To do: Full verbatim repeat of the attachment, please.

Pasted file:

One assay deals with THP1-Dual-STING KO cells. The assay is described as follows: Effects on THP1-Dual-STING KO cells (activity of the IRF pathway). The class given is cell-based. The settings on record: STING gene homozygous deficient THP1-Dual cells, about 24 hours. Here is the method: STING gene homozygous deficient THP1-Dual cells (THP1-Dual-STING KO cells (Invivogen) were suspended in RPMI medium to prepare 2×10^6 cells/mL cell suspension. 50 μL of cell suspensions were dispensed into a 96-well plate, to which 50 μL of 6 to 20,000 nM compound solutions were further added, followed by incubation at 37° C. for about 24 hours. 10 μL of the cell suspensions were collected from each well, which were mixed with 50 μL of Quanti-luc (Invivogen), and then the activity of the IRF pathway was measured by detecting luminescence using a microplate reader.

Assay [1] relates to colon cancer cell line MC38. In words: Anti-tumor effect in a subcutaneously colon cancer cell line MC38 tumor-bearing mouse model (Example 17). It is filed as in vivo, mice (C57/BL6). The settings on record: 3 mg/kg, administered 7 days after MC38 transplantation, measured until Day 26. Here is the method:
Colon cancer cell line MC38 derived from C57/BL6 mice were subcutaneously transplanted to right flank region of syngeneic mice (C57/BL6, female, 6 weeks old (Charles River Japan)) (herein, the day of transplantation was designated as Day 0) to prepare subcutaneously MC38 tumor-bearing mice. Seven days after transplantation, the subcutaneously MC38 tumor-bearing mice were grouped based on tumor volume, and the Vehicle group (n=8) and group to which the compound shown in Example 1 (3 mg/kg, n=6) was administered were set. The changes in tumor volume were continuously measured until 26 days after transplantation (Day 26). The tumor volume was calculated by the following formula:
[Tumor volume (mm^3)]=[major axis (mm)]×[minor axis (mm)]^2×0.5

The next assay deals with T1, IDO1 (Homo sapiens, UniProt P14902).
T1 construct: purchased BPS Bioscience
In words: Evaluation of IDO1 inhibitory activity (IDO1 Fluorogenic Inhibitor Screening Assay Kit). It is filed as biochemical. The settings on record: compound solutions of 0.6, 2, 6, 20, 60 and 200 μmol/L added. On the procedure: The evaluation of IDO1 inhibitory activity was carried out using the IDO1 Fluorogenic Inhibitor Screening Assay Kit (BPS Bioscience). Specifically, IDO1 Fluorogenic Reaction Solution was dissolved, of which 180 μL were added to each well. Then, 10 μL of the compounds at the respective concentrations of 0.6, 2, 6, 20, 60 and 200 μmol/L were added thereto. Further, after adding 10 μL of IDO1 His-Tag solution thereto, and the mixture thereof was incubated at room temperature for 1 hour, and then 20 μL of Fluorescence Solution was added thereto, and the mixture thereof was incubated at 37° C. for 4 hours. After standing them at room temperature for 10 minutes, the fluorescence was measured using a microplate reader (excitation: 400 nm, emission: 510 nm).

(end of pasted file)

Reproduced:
One assay deals with THP1-Dual-STING KO cells. The assay is described as follows: Effects on THP1-Dual-STING KO cells (activity of the IRF pathway). The class given is cell-based. The settings on record: STING gene homozygous deficient THP1-Dual cells, about 24 hours. Here is the method: STING gene homozygous deficient THP1-Dual cells (THP1-Dual-STING KO cells (Invivogen) were suspended in RPMI medium to prepare 2×10^6 cells/mL cell suspension. 50 μL of cell suspensions were dispensed into a 96-well plate, to which 50 μL of 6 to 20,000 nM compound solutions were further added, followed by incubation at 37° C. for about 24 hours. 10 μL of the cell suspensions were collected from each well, which were mixed with 50 μL of Quanti-luc (Invivogen), and then the activity of the IRF pathway was measured by detecting luminescence using a microplate reader.

Assay [1] relates to colon cancer cell line MC38. In words: Anti-tumor effect in a subcutaneously colon cancer cell line MC38 tumor-bearing mouse model (Example 17). It is filed as in vivo, mice (C57/BL6). The settings on record: 3 mg/kg, administered 7 days after MC38 transplantation, measured until Day 26. Here is the method:
Colon cancer cell line MC38 derived from C57/BL6 mice were subcutaneously transplanted to right flank region of syngeneic mice (C57/BL6, female, 6 weeks old (Charles River Japan)) (herein, the day of transplantation was designated as Day 0) to prepare subcutaneously MC38 tumor-bearing mice. Seven days after transplantation, the subcutaneously MC38 tumor-bearing mice were grouped based on tumor volume, and the Vehicle group (n=8) and group to which the compound shown in Example 1 (3 mg/kg, n=6) was administered were set. The changes in tumor volume were continuously measured until 26 days after transplantation (Day 26). The tumor volume was calculated by the following formula:
[Tumor volume (mm^3)]=[major axis (mm)]×[minor axis (mm)]^2×0.5

The next assay deals with T1, IDO1 (Homo sapiens, UniProt P14902).
T1 construct: purchased BPS Bioscience
In words: Evaluation of IDO1 inhibitory activity (IDO1 Fluorogenic Inhibitor Screening Assay Kit). It is filed as biochemical. The settings on record: compound solutions of 0.6, 2, 6, 20, 60 and 200 μmol/L added. On the procedure: The evaluation of IDO1 inhibitory activity was carried out using the IDO1 Fluorogenic Inhibitor Screening Assay Kit (BPS Bioscience). Specifically, IDO1 Fluorogenic Reaction Solution was dissolved, of which 180 μL were added to each well. Then, 10 μL of the compounds at the respective concentrations of 0.6, 2, 6, 20, 60 and 200 μmol/L were added thereto. Further, after adding 10 μL of IDO1 His-Tag solution thereto, and the mixture thereof was incubated at room temperature for 1 hour, and then 20 μL of Fluorescence Solution was added thereto, and the mixture thereof was incubated at 37° C. for 4 hours. After standing them at room temperature for 10 minutes, the fluorescence was measured using a microplate reader (excitation: 400 nm, emission: 510 nm).